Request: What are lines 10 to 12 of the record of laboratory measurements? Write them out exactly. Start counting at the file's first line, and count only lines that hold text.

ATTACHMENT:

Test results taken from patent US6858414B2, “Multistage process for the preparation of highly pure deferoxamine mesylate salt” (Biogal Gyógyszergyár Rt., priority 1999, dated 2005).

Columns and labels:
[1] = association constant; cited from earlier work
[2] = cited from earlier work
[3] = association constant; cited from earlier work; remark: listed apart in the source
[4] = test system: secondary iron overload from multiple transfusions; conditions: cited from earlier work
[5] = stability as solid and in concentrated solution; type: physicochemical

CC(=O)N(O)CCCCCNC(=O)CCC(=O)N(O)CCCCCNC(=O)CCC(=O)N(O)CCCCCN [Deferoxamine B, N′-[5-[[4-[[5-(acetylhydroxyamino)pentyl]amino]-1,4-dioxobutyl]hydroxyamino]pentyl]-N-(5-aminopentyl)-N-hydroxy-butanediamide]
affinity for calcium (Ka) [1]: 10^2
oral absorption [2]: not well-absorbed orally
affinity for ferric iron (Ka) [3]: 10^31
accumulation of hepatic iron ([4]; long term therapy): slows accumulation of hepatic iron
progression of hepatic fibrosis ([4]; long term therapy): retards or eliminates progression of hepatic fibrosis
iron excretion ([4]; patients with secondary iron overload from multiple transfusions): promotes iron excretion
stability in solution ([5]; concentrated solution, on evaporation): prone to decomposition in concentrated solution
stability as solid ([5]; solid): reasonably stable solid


oral absorption [2]: not well-absorbed orally
affinity for ferric iron (Ka) [3]: 10^31
accumulation of hepatic iron ([4]; long term therapy): slows accumulation of hepatic iron